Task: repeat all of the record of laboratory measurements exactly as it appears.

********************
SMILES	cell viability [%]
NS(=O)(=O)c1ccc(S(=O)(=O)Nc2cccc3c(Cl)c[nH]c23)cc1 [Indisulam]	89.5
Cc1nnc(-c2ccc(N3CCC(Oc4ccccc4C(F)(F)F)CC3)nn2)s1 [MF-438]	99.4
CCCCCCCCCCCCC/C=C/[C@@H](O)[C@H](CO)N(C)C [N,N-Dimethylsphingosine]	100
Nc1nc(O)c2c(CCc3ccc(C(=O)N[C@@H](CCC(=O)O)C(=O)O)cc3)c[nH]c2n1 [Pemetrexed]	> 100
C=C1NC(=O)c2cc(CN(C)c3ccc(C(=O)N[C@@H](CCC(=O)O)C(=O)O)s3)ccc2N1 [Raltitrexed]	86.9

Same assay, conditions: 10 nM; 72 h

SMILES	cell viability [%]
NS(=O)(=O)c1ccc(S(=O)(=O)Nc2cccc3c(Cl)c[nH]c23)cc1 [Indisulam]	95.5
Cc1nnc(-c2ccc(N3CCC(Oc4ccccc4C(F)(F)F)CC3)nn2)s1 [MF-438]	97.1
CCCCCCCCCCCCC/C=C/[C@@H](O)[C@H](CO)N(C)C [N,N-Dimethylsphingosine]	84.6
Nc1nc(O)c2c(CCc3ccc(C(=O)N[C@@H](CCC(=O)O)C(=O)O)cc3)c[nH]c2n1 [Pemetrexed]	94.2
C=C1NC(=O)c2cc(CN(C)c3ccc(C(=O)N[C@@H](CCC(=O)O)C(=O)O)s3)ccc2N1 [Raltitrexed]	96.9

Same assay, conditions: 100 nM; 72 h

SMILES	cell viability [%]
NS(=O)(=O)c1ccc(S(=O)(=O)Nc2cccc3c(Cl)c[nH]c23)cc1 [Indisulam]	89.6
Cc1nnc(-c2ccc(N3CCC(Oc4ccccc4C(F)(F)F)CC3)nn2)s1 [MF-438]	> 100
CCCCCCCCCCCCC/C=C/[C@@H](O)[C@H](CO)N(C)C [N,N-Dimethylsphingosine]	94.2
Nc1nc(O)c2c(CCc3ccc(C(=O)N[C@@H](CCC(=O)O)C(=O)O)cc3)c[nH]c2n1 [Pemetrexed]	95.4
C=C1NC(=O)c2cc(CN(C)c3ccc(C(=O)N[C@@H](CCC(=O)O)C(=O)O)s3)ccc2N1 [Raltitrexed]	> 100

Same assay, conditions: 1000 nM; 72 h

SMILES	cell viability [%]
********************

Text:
SMILES	cell viability [%]
NS(=O)(=O)c1ccc(S(=O)(=O)Nc2cccc3c(Cl)c[nH]c23)cc1 [Indisulam]	89.5
Cc1nnc(-c2ccc(N3CCC(Oc4ccccc4C(F)(F)F)CC3)nn2)s1 [MF-438]	99.4
CCCCCCCCCCCCC/C=C/[C@@H](O)[C@H](CO)N(C)C [N,N-Dimethylsphingosine]	100
Nc1nc(O)c2c(CCc3ccc(C(=O)N[C@@H](CCC(=O)O)C(=O)O)cc3)c[nH]c2n1 [Pemetrexed]	> 100
C=C1NC(=O)c2cc(CN(C)c3ccc(C(=O)N[C@@H](CCC(=O)O)C(=O)O)s3)ccc2N1 [Raltitrexed]	86.9

Same assay, conditions: 10 nM; 72 h

SMILES	cell viability [%]
NS(=O)(=O)c1ccc(S(=O)(=O)Nc2cccc3c(Cl)c[nH]c23)cc1 [Indisulam]	95.5
Cc1nnc(-c2ccc(N3CCC(Oc4ccccc4C(F)(F)F)CC3)nn2)s1 [MF-438]	97.1
CCCCCCCCCCCCC/C=C/[C@@H](O)[C@H](CO)N(C)C [N,N-Dimethylsphingosine]	84.6
Nc1nc(O)c2c(CCc3ccc(C(=O)N[C@@H](CCC(=O)O)C(=O)O)cc3)c[nH]c2n1 [Pemetrexed]	94.2
C=C1NC(=O)c2cc(CN(C)c3ccc(C(=O)N[C@@H](CCC(=O)O)C(=O)O)s3)ccc2N1 [Raltitrexed]	96.9

Same assay, conditions: 100 nM; 72 h

SMILES	cell viability [%]
NS(=O)(=O)c1ccc(S(=O)(=O)Nc2cccc3c(Cl)c[nH]c23)cc1 [Indisulam]	89.6
Cc1nnc(-c2ccc(N3CCC(Oc4ccccc4C(F)(F)F)CC3)nn2)s1 [MF-438]	> 100
CCCCCCCCCCCCC/C=C/[C@@H](O)[C@H](CO)N(C)C [N,N-Dimethylsphingosine]	94.2
Nc1nc(O)c2c(CCc3ccc(C(=O)N[C@@H](CCC(=O)O)C(=O)O)cc3)c[nH]c2n1 [Pemetrexed]	95.4
C=C1NC(=O)c2cc(CN(C)c3ccc(C(=O)N[C@@H](CCC(=O)O)C(=O)O)s3)ccc2N1 [Raltitrexed]	> 100

Same assay, conditions: 1000 nM; 72 h

SMILES	cell viability [%]